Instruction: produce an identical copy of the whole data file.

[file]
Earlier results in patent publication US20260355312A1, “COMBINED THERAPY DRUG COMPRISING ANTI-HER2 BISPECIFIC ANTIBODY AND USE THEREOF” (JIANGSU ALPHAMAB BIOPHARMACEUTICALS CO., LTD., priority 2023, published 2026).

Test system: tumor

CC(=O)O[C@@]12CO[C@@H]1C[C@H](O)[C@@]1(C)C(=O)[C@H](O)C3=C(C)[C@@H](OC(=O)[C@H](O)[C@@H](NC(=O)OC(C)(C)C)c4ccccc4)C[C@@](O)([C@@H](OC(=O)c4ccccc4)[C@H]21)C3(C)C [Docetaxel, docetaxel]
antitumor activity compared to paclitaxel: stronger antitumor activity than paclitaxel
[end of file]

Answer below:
Earlier results in patent publication US20260355312A1, “COMBINED THERAPY DRUG COMPRISING ANTI-HER2 BISPECIFIC ANTIBODY AND USE THEREOF” (JIANGSU ALPHAMAB BIOPHARMACEUTICALS CO., LTD., priority 2023, published 2026).

Test system: tumor

CC(=O)O[C@@]12CO[C@@H]1C[C@H](O)[C@@]1(C)C(=O)[C@H](O)C3=C(C)[C@@H](OC(=O)[C@H](O)[C@@H](NC(=O)OC(C)(C)C)c4ccccc4)C[C@@](O)([C@@H](OC(=O)c4ccccc4)[C@H]21)C3(C)C [Docetaxel, docetaxel]
antitumor activity compared to paclitaxel: stronger antitumor activity than paclitaxel